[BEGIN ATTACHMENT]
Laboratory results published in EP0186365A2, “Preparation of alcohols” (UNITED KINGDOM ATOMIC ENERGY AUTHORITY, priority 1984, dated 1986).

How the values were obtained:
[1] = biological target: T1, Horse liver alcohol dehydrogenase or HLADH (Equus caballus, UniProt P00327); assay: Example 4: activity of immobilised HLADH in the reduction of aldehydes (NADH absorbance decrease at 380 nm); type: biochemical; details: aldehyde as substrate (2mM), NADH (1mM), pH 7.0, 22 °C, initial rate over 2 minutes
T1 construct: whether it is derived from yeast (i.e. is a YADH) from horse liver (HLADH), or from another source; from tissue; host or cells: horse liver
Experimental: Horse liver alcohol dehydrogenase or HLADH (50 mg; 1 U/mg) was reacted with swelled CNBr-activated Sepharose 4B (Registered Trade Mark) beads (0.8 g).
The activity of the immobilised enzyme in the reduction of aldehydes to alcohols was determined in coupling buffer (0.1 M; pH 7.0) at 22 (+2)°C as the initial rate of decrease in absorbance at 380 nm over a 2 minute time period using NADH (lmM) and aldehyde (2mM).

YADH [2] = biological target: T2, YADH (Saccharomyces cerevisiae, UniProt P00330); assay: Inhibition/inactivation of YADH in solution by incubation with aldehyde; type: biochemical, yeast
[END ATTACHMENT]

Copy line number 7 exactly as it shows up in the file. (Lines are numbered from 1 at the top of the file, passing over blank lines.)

YADH [2] = biological target: T2, YADH (Saccharomyces cerevisiae, UniProt P00330); assay: Inhibition/inactivation of YADH in solution by incubation with aldehyde; type: biochemical, yeast